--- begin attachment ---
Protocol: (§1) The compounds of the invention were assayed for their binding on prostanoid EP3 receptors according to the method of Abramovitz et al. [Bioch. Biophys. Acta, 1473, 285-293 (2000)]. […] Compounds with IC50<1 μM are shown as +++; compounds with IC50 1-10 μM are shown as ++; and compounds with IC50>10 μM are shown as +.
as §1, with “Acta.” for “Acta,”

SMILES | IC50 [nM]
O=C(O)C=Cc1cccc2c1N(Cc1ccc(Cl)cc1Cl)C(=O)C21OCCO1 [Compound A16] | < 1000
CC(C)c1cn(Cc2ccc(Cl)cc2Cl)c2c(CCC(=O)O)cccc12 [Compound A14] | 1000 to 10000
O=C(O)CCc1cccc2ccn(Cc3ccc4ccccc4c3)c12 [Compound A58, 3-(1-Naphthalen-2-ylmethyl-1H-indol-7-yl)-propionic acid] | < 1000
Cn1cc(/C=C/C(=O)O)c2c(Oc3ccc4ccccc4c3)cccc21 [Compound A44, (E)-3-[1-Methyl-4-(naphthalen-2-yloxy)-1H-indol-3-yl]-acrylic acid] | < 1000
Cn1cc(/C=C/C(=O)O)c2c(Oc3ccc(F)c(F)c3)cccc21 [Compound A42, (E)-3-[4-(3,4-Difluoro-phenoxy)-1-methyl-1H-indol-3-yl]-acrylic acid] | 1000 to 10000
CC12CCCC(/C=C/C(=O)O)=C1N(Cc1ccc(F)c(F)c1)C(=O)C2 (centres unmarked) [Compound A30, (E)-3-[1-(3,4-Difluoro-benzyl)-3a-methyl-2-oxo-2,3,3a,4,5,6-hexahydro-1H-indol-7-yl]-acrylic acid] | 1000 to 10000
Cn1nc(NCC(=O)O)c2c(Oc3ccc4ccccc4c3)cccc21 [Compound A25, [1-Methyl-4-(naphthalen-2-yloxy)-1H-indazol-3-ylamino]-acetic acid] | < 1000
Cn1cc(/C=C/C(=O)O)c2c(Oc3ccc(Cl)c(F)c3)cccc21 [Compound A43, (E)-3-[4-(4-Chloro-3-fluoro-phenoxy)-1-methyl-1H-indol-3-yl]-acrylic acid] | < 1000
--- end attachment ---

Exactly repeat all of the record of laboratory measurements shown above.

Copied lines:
Protocol: (§1) The compounds of the invention were assayed for their binding on prostanoid EP3 receptors according to the method of Abramovitz et al. [Bioch. Biophys. Acta, 1473, 285-293 (2000)]. […] Compounds with IC50<1 μM are shown as +++; compounds with IC50 1-10 μM are shown as ++; and compounds with IC50>10 μM are shown as +.
as §1, with “Acta.” for “Acta,”

SMILES | IC50 [nM]
O=C(O)C=Cc1cccc2c1N(Cc1ccc(Cl)cc1Cl)C(=O)C21OCCO1 [Compound A16] | < 1000
CC(C)c1cn(Cc2ccc(Cl)cc2Cl)c2c(CCC(=O)O)cccc12 [Compound A14] | 1000 to 10000
O=C(O)CCc1cccc2ccn(Cc3ccc4ccccc4c3)c12 [Compound A58, 3-(1-Naphthalen-2-ylmethyl-1H-indol-7-yl)-propionic acid] | < 1000
Cn1cc(/C=C/C(=O)O)c2c(Oc3ccc4ccccc4c3)cccc21 [Compound A44, (E)-3-[1-Methyl-4-(naphthalen-2-yloxy)-1H-indol-3-yl]-acrylic acid] | < 1000
Cn1cc(/C=C/C(=O)O)c2c(Oc3ccc(F)c(F)c3)cccc21 [Compound A42, (E)-3-[4-(3,4-Difluoro-phenoxy)-1-methyl-1H-indol-3-yl]-acrylic acid] | 1000 to 10000
CC12CCCC(/C=C/C(=O)O)=C1N(Cc1ccc(F)c(F)c1)C(=O)C2 (centres unmarked) [Compound A30, (E)-3-[1-(3,4-Difluoro-benzyl)-3a-methyl-2-oxo-2,3,3a,4,5,6-hexahydro-1H-indol-7-yl]-acrylic acid] | 1000 to 10000
Cn1nc(NCC(=O)O)c2c(Oc3ccc4ccccc4c3)cccc21 [Compound A25, [1-Methyl-4-(naphthalen-2-yloxy)-1H-indazol-3-ylamino]-acetic acid] | < 1000
Cn1cc(/C=C/C(=O)O)c2c(Oc3ccc(Cl)c(F)c3)cccc21 [Compound A43, (E)-3-[4-(4-Chloro-3-fluoro-phenoxy)-1-methyl-1H-indol-3-yl]-acrylic acid] | < 1000